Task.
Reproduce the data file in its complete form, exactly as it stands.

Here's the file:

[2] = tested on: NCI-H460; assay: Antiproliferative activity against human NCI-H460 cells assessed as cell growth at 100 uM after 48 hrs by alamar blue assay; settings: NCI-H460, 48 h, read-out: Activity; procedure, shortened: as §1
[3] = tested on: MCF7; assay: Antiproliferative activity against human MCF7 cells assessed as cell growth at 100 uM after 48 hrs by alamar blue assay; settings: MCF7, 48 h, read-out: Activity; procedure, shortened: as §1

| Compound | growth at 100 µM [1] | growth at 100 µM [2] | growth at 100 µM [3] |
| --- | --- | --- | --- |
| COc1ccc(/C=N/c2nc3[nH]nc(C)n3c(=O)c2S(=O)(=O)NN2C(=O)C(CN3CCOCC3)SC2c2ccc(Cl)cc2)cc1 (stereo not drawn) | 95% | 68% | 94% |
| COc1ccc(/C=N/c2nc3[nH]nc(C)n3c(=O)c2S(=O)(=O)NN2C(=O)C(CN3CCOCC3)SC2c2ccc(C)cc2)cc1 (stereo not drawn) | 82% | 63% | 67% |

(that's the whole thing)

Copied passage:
[2] = tested on: NCI-H460; assay: Antiproliferative activity against human NCI-H460 cells assessed as cell growth at 100 uM after 48 hrs by alamar blue assay; settings: NCI-H460, 48 h, read-out: Activity; procedure, shortened: as §1
[3] = tested on: MCF7; assay: Antiproliferative activity against human MCF7 cells assessed as cell growth at 100 uM after 48 hrs by alamar blue assay; settings: MCF7, 48 h, read-out: Activity; procedure, shortened: as §1

| Compound | growth at 100 µM [1] | growth at 100 µM [2] | growth at 100 µM [3] |
| --- | --- | --- | --- |
| COc1ccc(/C=N/c2nc3[nH]nc(C)n3c(=O)c2S(=O)(=O)NN2C(=O)C(CN3CCOCC3)SC2c2ccc(Cl)cc2)cc1 (stereo not drawn) | 95% | 68% | 94% |
| COc1ccc(/C=N/c2nc3[nH]nc(C)n3c(=O)c2S(=O)(=O)NN2C(=O)C(CN3CCOCC3)SC2c2ccc(C)cc2)cc1 (stereo not drawn) | 82% | 63% | 67% |